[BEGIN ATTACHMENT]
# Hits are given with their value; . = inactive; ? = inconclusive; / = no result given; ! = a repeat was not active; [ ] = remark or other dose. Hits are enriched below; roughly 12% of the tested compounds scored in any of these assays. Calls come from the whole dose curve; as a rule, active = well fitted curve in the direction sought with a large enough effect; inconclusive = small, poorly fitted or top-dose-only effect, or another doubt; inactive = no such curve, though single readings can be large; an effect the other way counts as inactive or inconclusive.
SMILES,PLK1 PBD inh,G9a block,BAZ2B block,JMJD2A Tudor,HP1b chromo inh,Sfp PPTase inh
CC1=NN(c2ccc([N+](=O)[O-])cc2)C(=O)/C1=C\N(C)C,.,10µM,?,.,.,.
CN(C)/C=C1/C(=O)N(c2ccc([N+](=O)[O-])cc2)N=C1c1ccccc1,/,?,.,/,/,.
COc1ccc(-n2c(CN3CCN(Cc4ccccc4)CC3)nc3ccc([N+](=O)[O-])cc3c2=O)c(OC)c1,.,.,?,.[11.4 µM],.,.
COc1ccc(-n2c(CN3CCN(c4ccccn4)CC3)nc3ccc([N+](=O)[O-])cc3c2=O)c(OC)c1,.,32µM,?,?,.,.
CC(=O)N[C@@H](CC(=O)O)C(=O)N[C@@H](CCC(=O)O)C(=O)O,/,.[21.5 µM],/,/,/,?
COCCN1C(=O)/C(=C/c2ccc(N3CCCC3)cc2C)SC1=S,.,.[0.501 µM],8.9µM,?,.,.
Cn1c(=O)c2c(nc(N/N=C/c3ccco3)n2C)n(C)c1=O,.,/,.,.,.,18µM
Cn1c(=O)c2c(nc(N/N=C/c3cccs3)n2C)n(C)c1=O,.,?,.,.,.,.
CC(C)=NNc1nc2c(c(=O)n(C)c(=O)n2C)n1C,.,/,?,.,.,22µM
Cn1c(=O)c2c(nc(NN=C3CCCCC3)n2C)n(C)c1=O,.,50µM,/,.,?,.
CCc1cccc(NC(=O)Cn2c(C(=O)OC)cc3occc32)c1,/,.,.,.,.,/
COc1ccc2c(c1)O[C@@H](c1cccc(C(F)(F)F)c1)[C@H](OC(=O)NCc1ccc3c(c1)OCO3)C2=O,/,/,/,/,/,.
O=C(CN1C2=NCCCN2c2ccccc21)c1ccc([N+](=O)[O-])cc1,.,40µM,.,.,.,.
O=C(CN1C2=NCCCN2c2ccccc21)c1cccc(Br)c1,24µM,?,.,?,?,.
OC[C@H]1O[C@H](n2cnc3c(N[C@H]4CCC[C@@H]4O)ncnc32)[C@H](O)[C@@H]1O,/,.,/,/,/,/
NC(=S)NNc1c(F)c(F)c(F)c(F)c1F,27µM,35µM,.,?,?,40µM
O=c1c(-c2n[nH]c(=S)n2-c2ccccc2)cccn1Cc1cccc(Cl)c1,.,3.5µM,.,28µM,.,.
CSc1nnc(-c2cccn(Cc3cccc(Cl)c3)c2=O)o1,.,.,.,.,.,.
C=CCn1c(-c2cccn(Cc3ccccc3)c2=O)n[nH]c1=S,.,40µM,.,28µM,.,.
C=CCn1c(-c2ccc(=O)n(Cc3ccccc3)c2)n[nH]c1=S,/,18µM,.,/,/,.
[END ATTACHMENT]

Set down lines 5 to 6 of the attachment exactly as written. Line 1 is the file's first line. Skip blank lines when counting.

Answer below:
COc1ccc(-n2c(CN3CCN(Cc4ccccc4)CC3)nc3ccc([N+](=O)[O-])cc3c2=O)c(OC)c1,.,.,?,.[11.4 µM],.,.
COc1ccc(-n2c(CN3CCN(c4ccccn4)CC3)nc3ccc([N+](=O)[O-])cc3c2=O)c(OC)c1,.,32µM,?,?,.,.